This post contains spoilers throughout the first two seasons of Game of Thrones.
In a Queen’s Jubilee-themed piece at The New Statesmen, Laurie Penny posits that good and evil are easily distinguished in Game of Thrones, a show she says supports the outdated idea that all society needs is one “Good Ruler” to watch over it.
But by cruelly enticing its viewers to simultaneously root for characters whose victories would spell each other’s dooms, Game of Thrones, in fact, has few distinguishable heroes and villains. And by regularly reminding us that its central premise — high lords and ladies battling for ultimate power — has devastating consequences for everyone else, the show dismisses the very notion of a “Good Ruler.”
Its major plot points, based on George R. R. Martin’s Song of Ice and Fire novels, are so simplistic that they may as well have been scrawled in crayon on the intricate wallpaper of literary-televisual tradition: the goodies are the rough, noble Northerners, the Stark family, none of whom have any discernible character defects, and the baddies are the yellow-haired Southern Lannisters, prosperous, duplicitous, incestuous, murderous and lots of other horrible things ending in ‘ous’
It’s true the Starks are mostly decent folks and the Lannisters are mostly “yellow-headed shits,” to borrow a phrase from the first season’s one king Robert Baratheon, to write them off as respective “goodies” and “baddies” is an oversimplification.
Firstly, Tyrion Lannister is arguably the series’ most popular character. His charm and his wit make it almost impossible not to root for him, but he’s still a Lannister. If the Starks win, he’ll end up with his head on a spike.The Starks fight for Northern independence but their late liege lord Ned Stark — the closest thing the first season had to a protagonist — firmly believed Stannis Baratheon was the rightful heir to the throne.
Then there’s Daenerys Targaryen, another fan favourite. While the above mentioned families fight in Westeros, she’s across the Narrow Sea in the east, building power and biding her time until she reclaims the throne that was stolen from her insane father. In doing so, she would wipe almost every major character — Stark, Lannister and Baratheon alike — off the map for good.
Penny describes the war at the centre of Game of Thrones as “The Search For The Good Ruler.”
The essential assumption of this story is a familiar one: sovereignty and leadership are inherently good things, common workers need decent kings or queens to make them happy and prosperous, and even if a catalogue of leaders are bad, mad or murderous, if you can just find the right king, the true, wise, noble king who deserves to be on the throne, then everything will be okay.
This argument is not a stretch. Some episodes, like the recent season two finale, seem to imbue the high-born characters with a certain specialness, exploring notions of destiny with Daenerys’ dragons and Stannis’ fire visions.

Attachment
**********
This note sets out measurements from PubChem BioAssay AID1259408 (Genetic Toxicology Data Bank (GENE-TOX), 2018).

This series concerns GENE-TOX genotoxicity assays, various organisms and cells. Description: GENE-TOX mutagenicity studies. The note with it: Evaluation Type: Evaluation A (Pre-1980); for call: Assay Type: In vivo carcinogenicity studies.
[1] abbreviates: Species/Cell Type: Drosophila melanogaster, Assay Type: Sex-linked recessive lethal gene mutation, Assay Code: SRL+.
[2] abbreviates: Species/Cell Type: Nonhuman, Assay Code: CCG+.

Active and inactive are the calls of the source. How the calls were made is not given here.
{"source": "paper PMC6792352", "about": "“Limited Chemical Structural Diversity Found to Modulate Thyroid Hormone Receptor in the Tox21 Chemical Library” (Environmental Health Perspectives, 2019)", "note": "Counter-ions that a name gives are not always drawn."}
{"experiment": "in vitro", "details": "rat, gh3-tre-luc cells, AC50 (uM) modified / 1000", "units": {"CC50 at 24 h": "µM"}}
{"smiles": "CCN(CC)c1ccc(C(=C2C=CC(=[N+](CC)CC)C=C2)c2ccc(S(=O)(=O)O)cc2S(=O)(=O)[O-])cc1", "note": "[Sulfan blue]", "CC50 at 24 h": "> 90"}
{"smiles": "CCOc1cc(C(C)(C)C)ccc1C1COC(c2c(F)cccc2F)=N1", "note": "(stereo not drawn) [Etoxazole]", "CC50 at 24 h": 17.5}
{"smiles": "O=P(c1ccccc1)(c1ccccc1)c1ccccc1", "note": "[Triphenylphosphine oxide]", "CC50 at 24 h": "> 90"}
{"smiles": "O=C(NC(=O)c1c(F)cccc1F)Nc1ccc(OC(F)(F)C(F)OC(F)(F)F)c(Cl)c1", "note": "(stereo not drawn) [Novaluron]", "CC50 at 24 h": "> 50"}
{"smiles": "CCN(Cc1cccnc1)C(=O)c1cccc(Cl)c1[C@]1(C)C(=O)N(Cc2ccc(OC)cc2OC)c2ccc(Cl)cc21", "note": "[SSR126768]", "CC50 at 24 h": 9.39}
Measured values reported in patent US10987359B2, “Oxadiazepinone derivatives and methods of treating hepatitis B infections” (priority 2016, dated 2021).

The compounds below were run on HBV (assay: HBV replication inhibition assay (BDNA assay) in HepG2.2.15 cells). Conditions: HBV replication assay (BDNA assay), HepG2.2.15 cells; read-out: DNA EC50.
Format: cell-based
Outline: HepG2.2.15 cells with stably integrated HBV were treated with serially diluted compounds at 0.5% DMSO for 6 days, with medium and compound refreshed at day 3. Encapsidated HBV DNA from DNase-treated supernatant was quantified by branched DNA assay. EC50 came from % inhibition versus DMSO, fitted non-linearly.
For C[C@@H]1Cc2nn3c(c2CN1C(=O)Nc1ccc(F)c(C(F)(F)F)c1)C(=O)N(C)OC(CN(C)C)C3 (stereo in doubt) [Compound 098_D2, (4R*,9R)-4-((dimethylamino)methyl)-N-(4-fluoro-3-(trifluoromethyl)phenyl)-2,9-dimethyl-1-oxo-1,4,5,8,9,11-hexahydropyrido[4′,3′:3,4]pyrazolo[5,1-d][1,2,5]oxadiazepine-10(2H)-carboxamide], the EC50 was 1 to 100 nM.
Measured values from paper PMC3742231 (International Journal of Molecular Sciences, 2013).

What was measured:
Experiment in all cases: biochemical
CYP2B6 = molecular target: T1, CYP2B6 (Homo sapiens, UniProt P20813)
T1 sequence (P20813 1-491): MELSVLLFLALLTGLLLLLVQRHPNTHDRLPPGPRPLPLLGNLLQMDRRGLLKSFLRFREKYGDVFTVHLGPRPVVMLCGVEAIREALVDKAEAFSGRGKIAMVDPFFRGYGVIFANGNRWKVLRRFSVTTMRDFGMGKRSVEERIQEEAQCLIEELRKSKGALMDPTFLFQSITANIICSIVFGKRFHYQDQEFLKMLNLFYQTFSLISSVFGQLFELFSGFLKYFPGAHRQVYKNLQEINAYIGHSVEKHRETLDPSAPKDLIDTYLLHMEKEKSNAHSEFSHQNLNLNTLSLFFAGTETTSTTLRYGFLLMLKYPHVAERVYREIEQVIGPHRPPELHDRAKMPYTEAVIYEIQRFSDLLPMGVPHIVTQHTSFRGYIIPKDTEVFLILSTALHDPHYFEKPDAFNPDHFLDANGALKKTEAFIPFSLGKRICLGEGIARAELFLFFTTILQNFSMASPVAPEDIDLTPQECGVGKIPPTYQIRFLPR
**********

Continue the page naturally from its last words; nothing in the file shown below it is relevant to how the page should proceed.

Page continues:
But just as viewers start to get lost in the epic fantasy, the writers will butt in to remind us that the Westori masses don’t care who sits on the throne, as each would-be monarch wreaks havoc on the low born citizens’ livelihoods.
When Daenerys tells the exile Jorah Mormont in the first season that the smallfolk are waiting for the Targaryens to return to power, he retorts they are more concerned about having enough food stored away for winter. “They don’t care what games the high lords play,” he states, matter-of-factly.
When self-proclaimed King of the North Robb Stark dismisses a soldier whose festering leg must be amputated as an enemy combatant, war nurse Talisa explains he was just a working-class boy who’d ever held weapon before the Starks declared war on the Lannisters.
As Stannis’ army lurks on the water outside King’s Landing preparing to attack, his loyal follower Dale Seaworth tells his father Davos the people will be glad to see them depose the much-loathed King Joffrey. But Davos explains that to them, Stannis’ army is nothing but a gang of strangers who want to set their city on fire. It’s that sentiment — not loyalty to a king — that Tyrion must seizes upon to rally his troops and beat back the invaders.
Earlier in the season, Lannisters soldiers are seen torturing innocent smallfolk at Harrenhal to glean information about a band of outlaws. Their leader, Tywin, later orders them to burn nearby villages as a warning.
And in the season finale’s most poignant scene, we see three innocent women, murdered by the good ol’ Stark boys and and strung up above the road, for the crime of having sex with Lannister soldiers, something they were likely forced to do. These are the people of Westeros — raped by the Lannisters then murdered by the Starks. Their blood is on Robb’s hands, as he struts about making speeches about wanting to be a good and just leader.
But there is no good and just leader in Game of Thrones.
By engaging in this plot that revolves around these enticing high-born characters, the viewers becomes implicit in all this violence imposed on the masses at the hands of the elites. Suddenly, this “glossy smorgasbord of rape, gratuitous sex and ultra-violence” doesn’t seem so simple.
Penny’s article also touches on race and gender relations in Game of Thrones, which I didn’t get into here because it’s been thoroughly discussed by other writers already. Recommended reading: Sady Doyle’s takedown of the show, and Alyssa Rosenberg’s and Sean T. Collins’ responses.